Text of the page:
In the first two parts of our series on reinventing marriage, you discovered prehistoric reasons why we we are not wired to be faithful. You learned how some modern couples practice polyamory as an honorable alternative to illicit affairs and lying that often lead to divorce.
This is the third and final part of my interview with Christopher Ryan Ph.D, author of Sex At Dawn–The Prehistoric Origins Of Modern Sexuality. Now you’ll find out about societies with non-traditional families and complete sexual autonomy for men and women.
Many people will continue to strive for sexual fidelity in marriage. They will resist the concept that our essential sexual nature is promiscuity, not monogamy. Is there any danger in denying our prehistoric roots that we haven’t discussed yet?
If modern life contradicts our evolved predisposition, then we suffer. If the life we live differs too much from the life our bodies are designed for, then we get diseases. That’s true if our diet or exercise patterns differ to much from our ancestors. It’s also true for our stress levels or our sexual habits. Our bodies were designed to have several ongoing sexual relationships at one time.
If you look at the primates that are closest to humans, the bonobos and chimps, they are multi-male and multi-female maters. This creates sperm competition because the females have sex with different men in each menstrual cycle.
Who stays around to raise their offspring?
Primarily the mother raises the infant and the food is shared in their group. We tend to think that a woman trades her sexual fidelity to a man so that he will provide food and shelter. But historically, people have always shared everything. Why should we think that sex wasn’t shared?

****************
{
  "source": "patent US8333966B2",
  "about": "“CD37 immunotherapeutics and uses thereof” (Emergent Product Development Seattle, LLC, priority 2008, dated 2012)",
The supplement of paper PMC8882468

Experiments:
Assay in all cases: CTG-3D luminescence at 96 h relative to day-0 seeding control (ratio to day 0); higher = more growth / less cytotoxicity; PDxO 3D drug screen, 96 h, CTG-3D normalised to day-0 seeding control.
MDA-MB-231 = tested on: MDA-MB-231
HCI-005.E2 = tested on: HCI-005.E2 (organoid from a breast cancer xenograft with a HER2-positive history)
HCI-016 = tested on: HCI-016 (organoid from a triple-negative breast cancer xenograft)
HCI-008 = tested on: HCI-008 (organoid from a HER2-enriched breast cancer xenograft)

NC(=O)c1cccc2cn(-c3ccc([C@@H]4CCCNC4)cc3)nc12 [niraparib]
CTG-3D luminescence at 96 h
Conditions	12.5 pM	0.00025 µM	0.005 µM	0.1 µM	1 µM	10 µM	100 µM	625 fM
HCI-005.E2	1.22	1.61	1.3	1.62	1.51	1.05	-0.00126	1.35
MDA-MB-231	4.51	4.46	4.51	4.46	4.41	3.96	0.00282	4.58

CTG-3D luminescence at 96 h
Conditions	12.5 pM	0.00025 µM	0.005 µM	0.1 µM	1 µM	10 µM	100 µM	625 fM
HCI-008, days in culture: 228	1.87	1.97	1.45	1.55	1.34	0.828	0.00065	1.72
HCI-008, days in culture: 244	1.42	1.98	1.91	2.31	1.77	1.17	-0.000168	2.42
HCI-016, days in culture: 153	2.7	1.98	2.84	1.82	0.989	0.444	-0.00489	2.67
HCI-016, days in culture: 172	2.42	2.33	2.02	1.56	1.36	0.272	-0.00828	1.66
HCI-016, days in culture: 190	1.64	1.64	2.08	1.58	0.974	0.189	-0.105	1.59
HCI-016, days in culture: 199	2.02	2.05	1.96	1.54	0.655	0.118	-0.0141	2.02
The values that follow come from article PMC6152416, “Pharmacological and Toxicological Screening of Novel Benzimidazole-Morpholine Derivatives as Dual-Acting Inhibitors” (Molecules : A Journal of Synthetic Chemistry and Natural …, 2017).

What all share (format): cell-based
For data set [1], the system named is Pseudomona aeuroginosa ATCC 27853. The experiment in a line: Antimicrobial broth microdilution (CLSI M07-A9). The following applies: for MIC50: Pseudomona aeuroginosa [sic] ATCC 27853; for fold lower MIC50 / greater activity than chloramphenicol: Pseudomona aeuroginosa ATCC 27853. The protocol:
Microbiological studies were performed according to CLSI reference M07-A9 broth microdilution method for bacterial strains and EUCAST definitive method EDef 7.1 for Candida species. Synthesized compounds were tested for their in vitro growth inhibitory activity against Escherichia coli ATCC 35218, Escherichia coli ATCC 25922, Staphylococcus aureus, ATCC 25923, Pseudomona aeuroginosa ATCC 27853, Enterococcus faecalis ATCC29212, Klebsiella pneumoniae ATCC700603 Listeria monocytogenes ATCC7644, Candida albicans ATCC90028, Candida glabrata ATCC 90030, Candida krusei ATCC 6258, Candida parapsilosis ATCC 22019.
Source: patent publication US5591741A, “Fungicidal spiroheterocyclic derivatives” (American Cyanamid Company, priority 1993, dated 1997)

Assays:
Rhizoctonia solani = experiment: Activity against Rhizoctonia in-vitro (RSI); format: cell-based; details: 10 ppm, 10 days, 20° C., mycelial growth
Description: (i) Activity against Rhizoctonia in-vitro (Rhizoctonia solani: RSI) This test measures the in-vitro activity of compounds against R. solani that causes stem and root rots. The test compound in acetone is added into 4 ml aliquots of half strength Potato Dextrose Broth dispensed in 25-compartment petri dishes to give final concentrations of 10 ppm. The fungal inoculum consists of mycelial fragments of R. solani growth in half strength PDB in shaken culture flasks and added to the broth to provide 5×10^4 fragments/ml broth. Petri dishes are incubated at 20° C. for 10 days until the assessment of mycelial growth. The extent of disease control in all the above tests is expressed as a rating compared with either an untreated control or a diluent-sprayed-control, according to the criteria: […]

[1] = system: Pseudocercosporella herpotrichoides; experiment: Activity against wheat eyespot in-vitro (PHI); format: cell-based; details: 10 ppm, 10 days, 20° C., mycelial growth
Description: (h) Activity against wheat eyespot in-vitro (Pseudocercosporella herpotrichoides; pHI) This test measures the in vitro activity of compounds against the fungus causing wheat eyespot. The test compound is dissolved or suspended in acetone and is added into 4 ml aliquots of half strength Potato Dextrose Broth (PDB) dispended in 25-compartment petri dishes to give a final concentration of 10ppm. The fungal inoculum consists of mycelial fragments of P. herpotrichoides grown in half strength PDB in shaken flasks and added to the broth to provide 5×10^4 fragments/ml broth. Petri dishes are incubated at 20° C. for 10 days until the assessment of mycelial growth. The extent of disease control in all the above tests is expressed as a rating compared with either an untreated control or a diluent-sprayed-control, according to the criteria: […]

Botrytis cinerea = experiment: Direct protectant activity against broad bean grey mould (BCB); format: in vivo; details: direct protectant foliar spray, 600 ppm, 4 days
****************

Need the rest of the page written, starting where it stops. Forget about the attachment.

So looking at modern society and projecting it in the past just doesn’t work?
Correct. I call it Flinstonization of the past because it’s fantasy.
In Sex At Dawn, you’ve said that some pre-agricultural societies didn’t expect sexual fidelity nor cohabitation nor sharing of property between sexual partners. Is there a modern society who lives this way?
The Mosuo tribe of 50,000 people live this way near Tibet. Every adult has absolute sexual autonomy. Every woman has a door in her bedroom that opens onto the street. She can invite any man to stay the night, but he must be gone before breakfast. Men see as many women as they desire.
What happens to the offspring of these sexual unions?
Children are raised by the mother and her mother and her brothers who all live together. The fathers neither live with nor raise their children.
So their view of family values has nothing to do with traditional marriage nor monogamy?
That’s true. Our conception of marriage at the moment is not traditional. There is no single definition of marriage that’s lasted over time. It’s a constantly changing institution. When we adjust it, we should do it in ways that benefit the children and protect them from the emotional anguish of divorce.
To achieve that goal, couples may need to learn to recover from infidelity, without throwing away their marriage over it. Do you agree?
Too many marriages end in divorce because of this silliness. If a couple is honest and looks at infidelity as a growth opportunity, they can stay together. You can find out how different cultures deal with infidelity in the book, Lust In Translation, by Pamela Druckerman.
Isn’t infidelity one of the toughest things to forgive?
The one thing women find most difficult to forgive is cowardice. It takes courage to tell a woman what you’re feeling and to clarify your essential sexual nature. It’s smart to do this before you sign on for a long-term relationship. If you’re afraid to talk about it, then it’s a bad sign right there.
I often tell my online community that no topic is taboo in a healthy relationship. You will deepen intimacy and understanding when you discuss ways to reinvent marriage and protect family from the anguish of divorce over infidelity.
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